First Mate was once the king of seafood in San Antonio

More than five decades ago, San Antonio furniture man Jay S. Honigblum had the most unlikely idea. He believed that the people of San Anton were secretly hungry for fish.

Old Town Cow Town’s civic appetite had already been rooted in decades of Mexican cuisine.

But Honingblum had this hunch, which for a short time in the 1970s turned out to be a resounding success: the people of San Anton also wanted fried fish and shrimp.

Honigblum built a riverboat-like restaurant at Buena Vista and South Zarzamora streets, hired cooks and crew, and on April 6, 1970, opened the hatches of “First Mate”.

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The first restaurant looked like an “updated river barge” painted red, white and blue, according to a San Antonio Express article.

The 10-foot chimney “emitted steam in conjunction with lights flashing the three themed colors,” the newspaper reported. “To enter the building, customers had to take a walkway. The sound of the “ship” horn will sound from time to time. »

A 1975 First Mate ad that ran in the San Antonio Express.

San Antonio Express Archive

Fifteen months after the first restaurant opened, First Mate had five stores and a processing plant in San Antonio. The chain – which served fried fish, corn on the cob, shrimp gumbo, fried pies and strawberry shortcakes – planned to have 10 stores in the town of Alamo by the fall of 1971 and was working to expand to Houston.

At first, the chain brought a steady supply of fresh and salt water fish and oysters inland from Port Aransas and Galveston.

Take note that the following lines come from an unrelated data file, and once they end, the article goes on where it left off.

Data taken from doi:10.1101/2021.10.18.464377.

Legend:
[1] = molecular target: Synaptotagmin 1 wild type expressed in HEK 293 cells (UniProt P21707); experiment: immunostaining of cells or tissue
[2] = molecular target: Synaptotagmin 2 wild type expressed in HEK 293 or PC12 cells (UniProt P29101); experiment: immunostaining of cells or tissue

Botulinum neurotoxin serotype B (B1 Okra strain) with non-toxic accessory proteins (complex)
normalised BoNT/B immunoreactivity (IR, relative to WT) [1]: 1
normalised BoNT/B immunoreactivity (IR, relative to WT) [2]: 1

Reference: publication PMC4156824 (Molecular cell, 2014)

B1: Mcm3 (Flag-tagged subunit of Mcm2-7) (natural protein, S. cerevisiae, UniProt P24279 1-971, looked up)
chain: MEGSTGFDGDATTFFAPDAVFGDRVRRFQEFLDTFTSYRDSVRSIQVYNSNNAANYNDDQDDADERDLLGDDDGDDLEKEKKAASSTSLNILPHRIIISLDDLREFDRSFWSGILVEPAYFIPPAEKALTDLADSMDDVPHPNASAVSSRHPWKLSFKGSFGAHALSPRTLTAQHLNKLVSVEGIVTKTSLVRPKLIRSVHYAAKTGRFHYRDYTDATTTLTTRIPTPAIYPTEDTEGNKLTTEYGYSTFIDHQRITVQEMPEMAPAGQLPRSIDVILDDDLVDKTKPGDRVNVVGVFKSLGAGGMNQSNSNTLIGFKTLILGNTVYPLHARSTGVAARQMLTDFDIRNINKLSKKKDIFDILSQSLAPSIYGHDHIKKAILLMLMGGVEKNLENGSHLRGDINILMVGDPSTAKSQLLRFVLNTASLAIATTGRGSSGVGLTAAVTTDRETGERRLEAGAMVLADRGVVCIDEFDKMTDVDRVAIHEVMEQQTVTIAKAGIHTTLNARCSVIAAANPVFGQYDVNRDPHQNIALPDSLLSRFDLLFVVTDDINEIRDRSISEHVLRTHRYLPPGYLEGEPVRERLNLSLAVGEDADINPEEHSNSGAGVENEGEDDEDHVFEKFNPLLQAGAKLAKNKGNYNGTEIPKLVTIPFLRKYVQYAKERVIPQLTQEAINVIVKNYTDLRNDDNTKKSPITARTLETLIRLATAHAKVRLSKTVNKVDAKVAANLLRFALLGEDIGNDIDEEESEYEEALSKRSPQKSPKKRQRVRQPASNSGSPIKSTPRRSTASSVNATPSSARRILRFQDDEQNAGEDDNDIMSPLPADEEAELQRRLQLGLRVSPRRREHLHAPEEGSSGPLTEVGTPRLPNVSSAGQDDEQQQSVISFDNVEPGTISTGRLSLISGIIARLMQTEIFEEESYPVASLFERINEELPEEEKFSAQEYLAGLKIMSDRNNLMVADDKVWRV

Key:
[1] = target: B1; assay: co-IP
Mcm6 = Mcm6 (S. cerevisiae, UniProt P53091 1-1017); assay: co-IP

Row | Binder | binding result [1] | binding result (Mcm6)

The Hearst newspaper archives, which include the San Antonio Express, Morning News and Light newspapers, are full of job postings, sales stages and restaurant openings.

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In 1975, the chain’s menu expanded to feature Southern fried chicken with “flavors to chuckle” and a submarine sandwich worth “diving into,” according to an ad in the San Antonio. Express.

Dubbed “Earthland Specialties,” the expanded menu was meant to be a “great tasty alternative for Earthlings and Seals,” according to the ad.

But First Mate’s expanded menu and early success didn’t last long.

By September 1977, First Mate had closed all ten seafood restaurants in Alamo City and gone bankrupt.

Ray Ellison, the company’s financial adviser, told reporters they closed because they weren’t making enough money to satisfy the chain’s owners.

Years after First Mate closed, other nautical-themed restaurants opened in San Antonio and South Texas, including Spanish Galleon, a seafood restaurant designed to look like a large, multi-deck ship used by Spain in the 16th and 17th centuries.

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